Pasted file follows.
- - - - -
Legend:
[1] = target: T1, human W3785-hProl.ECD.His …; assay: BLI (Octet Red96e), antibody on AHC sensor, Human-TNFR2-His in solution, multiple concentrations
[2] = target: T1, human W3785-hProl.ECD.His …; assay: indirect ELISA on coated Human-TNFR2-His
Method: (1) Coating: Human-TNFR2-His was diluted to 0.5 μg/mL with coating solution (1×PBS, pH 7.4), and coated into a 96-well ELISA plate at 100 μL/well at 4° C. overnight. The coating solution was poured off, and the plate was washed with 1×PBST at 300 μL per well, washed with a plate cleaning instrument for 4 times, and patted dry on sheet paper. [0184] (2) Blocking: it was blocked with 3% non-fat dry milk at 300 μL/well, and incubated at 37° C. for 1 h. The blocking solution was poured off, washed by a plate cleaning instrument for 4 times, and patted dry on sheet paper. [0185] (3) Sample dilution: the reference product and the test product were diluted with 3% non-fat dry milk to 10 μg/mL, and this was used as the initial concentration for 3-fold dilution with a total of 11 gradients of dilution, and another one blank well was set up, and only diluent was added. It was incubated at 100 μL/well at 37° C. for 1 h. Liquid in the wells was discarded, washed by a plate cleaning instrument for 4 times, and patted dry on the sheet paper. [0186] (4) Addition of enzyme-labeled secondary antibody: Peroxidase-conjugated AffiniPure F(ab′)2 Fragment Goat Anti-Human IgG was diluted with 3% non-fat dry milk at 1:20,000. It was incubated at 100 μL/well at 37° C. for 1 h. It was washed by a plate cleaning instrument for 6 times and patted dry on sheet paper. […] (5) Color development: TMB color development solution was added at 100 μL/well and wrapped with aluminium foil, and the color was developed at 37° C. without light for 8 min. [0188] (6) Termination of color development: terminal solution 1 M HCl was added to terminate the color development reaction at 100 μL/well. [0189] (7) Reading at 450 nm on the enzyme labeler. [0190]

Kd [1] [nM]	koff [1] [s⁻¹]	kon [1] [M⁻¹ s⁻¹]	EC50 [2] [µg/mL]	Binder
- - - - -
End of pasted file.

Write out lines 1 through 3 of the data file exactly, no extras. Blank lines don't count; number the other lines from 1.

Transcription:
Legend:
[1] = target: T1, human W3785-hProl.ECD.His …; assay: BLI (Octet Red96e), antibody on AHC sensor, Human-TNFR2-His in solution, multiple concentrations
[2] = target: T1, human W3785-hProl.ECD.His …; assay: indirect ELISA on coated Human-TNFR2-His